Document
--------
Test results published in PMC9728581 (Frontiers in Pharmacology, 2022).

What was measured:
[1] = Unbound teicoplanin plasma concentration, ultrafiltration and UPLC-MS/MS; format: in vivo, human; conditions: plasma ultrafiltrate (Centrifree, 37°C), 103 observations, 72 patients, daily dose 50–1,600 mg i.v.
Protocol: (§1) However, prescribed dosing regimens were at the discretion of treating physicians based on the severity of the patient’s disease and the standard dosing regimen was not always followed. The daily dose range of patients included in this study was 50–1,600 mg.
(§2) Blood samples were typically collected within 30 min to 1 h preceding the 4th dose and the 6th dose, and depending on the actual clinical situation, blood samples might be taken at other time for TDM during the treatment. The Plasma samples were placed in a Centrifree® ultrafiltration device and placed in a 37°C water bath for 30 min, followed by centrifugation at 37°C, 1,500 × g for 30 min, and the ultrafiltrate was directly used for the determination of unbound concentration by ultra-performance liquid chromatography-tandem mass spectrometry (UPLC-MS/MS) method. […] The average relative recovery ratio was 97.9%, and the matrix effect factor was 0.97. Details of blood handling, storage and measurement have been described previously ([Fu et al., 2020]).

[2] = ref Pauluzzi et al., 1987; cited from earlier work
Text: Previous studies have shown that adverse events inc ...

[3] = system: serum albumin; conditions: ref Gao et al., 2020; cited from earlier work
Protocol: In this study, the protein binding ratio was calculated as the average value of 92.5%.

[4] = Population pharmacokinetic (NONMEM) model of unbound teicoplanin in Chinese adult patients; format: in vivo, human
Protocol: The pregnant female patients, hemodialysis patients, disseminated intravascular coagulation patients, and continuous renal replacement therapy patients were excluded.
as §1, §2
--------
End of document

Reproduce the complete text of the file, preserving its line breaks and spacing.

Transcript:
Test results published in PMC9728581 (Frontiers in Pharmacology, 2022).

What was measured:
[1] = Unbound teicoplanin plasma concentration, ultrafiltration and UPLC-MS/MS; format: in vivo, human; conditions: plasma ultrafiltrate (Centrifree, 37°C), 103 observations, 72 patients, daily dose 50–1,600 mg i.v.
Protocol: (§1) However, prescribed dosing regimens were at the discretion of treating physicians based on the severity of the patient’s disease and the standard dosing regimen was not always followed. The daily dose range of patients included in this study was 50–1,600 mg.
(§2) Blood samples were typically collected within 30 min to 1 h preceding the 4th dose and the 6th dose, and depending on the actual clinical situation, blood samples might be taken at other time for TDM during the treatment. The Plasma samples were placed in a Centrifree® ultrafiltration device and placed in a 37°C water bath for 30 min, followed by centrifugation at 37°C, 1,500 × g for 30 min, and the ultrafiltrate was directly used for the determination of unbound concentration by ultra-performance liquid chromatography-tandem mass spectrometry (UPLC-MS/MS) method. […] The average relative recovery ratio was 97.9%, and the matrix effect factor was 0.97. Details of blood handling, storage and measurement have been described previously ([Fu et al., 2020]).

[2] = ref Pauluzzi et al., 1987; cited from earlier work
Text: Previous studies have shown that adverse events inc ...

[3] = system: serum albumin; conditions: ref Gao et al., 2020; cited from earlier work
Protocol: In this study, the protein binding ratio was calculated as the average value of 92.5%.

[4] = Population pharmacokinetic (NONMEM) model of unbound teicoplanin in Chinese adult patients; format: in vivo, human
Protocol: The pregnant female patients, hemodialysis patients, disseminated intravascular coagulation patients, and continuous renal replacement therapy patients were excluded.
as §1, §2